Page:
The first step has to be the effective identification of core processes, their activities, and operational parameters. This should be followed by a second step, which is a concerted effort to simplify business processes, primarily curtailing manual activities, as well as the number of people and exceptions that feature during the implementation of specific processes. Reducing complexity in different processes radically mitigates operational risks.
The third step involves the reinforcement of a corporate culture in terms of organisational ethics. Every stakeholder in an organisation needs the direction and comfort of a strong ethical compass, based on personal values and principles, as well as values embedded in a strong corporate culture, backed with the appropriate skill set.
This might seem obvious to many, however, having the right people in the right jobs can reduce issues pertaining to business process execution and skill, as well as technology usage. Measures in this regard also result in proper workforce utilisation, adherence to timelines, enhanced quality and consistency, and fewer errors and process breakdowns.
Once the right people are in place, it is time to put the spotlight on monitoring and evaluating activities on a regular basis, through the use of Key Performance Indicators. KPIs can prove critical for the timely detection and mitigation of risks, provided they are continuously monitored and reviewed. They also help identify and manage discrepancies proactively and effectively.
Too many organisations appear to stumble when it comes to effecting periodic assessments of all facets of operational risks. This kind of corporate discipline, which could involve, among others, the routine gauging of regulatory obligations, IT assets, skills, competencies, processes and business decisions, allows companies to be risk-ready, apart from proving critical in supporting organisational management.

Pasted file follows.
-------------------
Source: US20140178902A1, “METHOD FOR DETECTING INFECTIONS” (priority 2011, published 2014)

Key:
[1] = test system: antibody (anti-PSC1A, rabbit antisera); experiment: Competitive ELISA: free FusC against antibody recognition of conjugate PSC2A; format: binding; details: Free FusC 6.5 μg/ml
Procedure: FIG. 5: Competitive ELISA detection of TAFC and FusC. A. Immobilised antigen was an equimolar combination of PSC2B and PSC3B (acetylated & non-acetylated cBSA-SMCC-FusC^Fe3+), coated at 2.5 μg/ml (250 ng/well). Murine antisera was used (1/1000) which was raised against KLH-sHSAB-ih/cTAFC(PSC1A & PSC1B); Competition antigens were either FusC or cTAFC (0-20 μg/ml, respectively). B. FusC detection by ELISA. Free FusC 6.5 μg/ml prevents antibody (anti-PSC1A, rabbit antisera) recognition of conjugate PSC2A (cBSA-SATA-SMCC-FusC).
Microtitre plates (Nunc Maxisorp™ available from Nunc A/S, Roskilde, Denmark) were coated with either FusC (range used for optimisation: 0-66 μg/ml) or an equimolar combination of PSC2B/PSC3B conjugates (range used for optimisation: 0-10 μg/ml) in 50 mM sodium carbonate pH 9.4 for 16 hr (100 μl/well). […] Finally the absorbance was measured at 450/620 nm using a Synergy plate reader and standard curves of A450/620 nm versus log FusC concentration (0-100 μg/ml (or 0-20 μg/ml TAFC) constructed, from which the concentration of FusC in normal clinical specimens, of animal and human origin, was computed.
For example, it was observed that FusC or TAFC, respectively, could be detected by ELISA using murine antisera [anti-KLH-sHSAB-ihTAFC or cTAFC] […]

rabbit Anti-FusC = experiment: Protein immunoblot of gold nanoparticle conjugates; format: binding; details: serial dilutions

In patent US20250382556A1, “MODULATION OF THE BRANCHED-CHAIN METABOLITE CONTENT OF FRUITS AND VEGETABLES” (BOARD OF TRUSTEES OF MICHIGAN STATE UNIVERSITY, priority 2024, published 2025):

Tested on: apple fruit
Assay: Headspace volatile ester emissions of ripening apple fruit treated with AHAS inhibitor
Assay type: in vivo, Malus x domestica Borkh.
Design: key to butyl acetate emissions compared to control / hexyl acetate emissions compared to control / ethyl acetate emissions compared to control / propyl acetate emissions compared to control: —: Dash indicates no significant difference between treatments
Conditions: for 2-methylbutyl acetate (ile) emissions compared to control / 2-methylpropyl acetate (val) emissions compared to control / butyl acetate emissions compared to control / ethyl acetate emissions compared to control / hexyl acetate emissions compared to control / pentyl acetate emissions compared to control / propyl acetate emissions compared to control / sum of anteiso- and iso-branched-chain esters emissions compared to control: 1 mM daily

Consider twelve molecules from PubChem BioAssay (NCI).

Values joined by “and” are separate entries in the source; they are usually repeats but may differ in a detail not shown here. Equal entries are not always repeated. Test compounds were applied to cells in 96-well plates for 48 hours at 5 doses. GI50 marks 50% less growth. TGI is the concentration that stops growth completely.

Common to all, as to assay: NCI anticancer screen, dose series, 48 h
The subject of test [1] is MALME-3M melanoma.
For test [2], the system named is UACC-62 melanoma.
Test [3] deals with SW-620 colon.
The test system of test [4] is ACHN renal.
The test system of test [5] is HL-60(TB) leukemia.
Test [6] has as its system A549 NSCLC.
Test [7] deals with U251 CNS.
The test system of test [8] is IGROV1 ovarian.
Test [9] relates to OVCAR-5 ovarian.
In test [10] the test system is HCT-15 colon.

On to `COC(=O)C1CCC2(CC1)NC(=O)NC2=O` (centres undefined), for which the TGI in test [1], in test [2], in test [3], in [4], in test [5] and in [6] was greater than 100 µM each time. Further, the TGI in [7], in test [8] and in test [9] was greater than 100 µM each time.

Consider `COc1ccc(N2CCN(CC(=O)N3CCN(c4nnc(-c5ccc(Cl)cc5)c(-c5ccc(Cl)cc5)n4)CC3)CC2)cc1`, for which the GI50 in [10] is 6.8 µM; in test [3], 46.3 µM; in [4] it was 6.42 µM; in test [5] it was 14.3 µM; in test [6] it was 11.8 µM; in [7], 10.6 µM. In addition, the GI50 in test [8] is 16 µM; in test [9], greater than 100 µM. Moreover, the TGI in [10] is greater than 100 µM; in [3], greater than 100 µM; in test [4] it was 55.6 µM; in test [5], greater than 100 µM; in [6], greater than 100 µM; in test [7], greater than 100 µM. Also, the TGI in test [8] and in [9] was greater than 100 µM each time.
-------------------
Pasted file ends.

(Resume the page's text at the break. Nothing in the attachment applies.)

Like any individual, learning from past experience, especially mistakes, helps organisations develop and grow stronger. Risk incidents and related remedial measures employed in the past can contribute to some of the most effective strategies to counter future risks. In general, previous risk occurrences also help to implement a stronger, proactive operational risk management framework and support real-time changes that suit the current operating scenario.
All the above should be tied together by an effective monitoring and reporting process, with particular emphasis on timely reporting of key information to senior management and the board of directors, to support proactive management of risks. A culture of risk awareness and open communication will prove invaluable towards effective operational risk governance, and towards making sure that your organisation features in the headlines for the right reasons.
Ing. Joseph Micallef is a freelance Consulting Advisor, bringing with him over 30 years’ worth of experience across various sectors. Working in areas related with quality, lean, business process transformation and project execution and programme management he can be contacted directly on m +356 9982 2244 or e: firstname.lastname@example.org